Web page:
Peter Breslow | New Hampshire Public Radio

Peter Breslow

The first sign that something was wrong came with stomach pains. It was April 30, and 9-year-old Kyree McBride wasn't feeling well.

His mother, Tammie Hairston, thought it might have been something that he ate. But soon, young McBride was battling a 102-degree fever.

Worried he may have contracted the coronavirus, Hairston took her son to the hospital. "It was a quick in and out of the emergency room," she said. Doctors told her to take him home and monitor him.

"I think that Tom Waits is an artist who makes art for the sake of making art," singer Allison Moorer says.

What did a meal taste like nearly 4,000 years ago in ancient Babylonia? Pretty good, according to a team of international scholars who have deciphered and are re-creating what are considered to be the world's oldest-known culinary recipes.

The recipes were inscribed on ancient Babylonian tablets that researchers have known about since early in the 20th century but that were not properly translated until the end of the century.

Each summer for the last two decades, Jim Parker has readied his small whale watch boat, and made a business out of ferrying tourists out into the cool blue waters of the Gulf of Maine.

For years, it was steady work. The basin brimmed with species that whales commonly feed on, making it a natural foraging ground for the aquatic giants. Whales would cluster at certain spots in the gulf, providing a reliable display for enchanted visitors to the coastal community of Milbridge, Maine.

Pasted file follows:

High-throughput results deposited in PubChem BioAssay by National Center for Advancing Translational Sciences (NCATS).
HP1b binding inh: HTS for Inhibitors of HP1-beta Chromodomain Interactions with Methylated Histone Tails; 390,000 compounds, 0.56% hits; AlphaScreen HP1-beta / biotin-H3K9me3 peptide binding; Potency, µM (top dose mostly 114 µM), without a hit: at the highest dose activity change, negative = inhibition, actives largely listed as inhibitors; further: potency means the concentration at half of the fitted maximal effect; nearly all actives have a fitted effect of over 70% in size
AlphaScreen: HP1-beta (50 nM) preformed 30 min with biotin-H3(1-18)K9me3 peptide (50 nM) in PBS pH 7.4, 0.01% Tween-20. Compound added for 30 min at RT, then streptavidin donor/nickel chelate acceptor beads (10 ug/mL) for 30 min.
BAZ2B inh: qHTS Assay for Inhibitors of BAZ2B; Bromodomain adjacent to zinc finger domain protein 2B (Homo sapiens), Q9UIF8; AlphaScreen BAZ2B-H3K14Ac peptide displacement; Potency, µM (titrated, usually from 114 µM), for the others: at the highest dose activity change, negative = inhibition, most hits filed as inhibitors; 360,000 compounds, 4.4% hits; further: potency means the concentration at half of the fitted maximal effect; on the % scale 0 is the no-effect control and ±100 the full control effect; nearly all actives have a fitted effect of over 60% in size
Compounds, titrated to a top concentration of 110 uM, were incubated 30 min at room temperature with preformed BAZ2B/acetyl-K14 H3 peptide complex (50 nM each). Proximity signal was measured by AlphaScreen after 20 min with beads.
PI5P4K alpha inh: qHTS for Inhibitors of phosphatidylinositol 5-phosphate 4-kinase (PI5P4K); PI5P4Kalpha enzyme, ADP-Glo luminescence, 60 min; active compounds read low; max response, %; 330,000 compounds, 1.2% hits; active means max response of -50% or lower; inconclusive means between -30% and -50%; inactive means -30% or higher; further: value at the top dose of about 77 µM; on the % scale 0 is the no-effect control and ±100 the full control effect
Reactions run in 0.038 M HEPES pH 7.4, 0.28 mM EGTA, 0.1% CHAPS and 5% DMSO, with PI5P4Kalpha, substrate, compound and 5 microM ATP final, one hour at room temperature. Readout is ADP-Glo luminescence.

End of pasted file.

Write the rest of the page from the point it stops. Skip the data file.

With an olive-green body encasing three jaws, each lined with more than 50 teeth, it looks like a cigarette-sized relative of the skin-crawling creature from the Alien films. Actually, it's far less sinister: a new species of a bloodsucking leech.

Anna Phillips, the curator of parasitic worms at the Smithsonian's National Museum of Natural History in Washington, D.C., led the team that recently discovered Macrobdella mimicus in almost their own backyard.

This is a story about something that didn't happen. A movie that was never made. It was supposed to be a collaboration between the Surrealist artist Salvador Dalí and the Marx Brothers.

It is April Fools Day 2011 and Jimmy Chin, the renowned adventure photographer and filmmaker, is shooting a couple of professional snowboarders in the Teton Range in Wyoming. This is one of the first really warm days of the spring season and so there is a lot of action in the snowpack. It is the kind of day where the risk of avalanche is high enough that everyone has their antennae up. But all three men are expert mountaineers who know how to read the conditions.

Sometimes you can tell a lot about a country just by walking its beaches. That's what I did on my last day in Freetown, the capital of Sierra Leone, where I was on assignment covering the Ebola epidemic.

Standing at water's edge, facing the sea. The smooth blue rollers come splashing in, steady, hypnotic — like oceans anywhere in the world.

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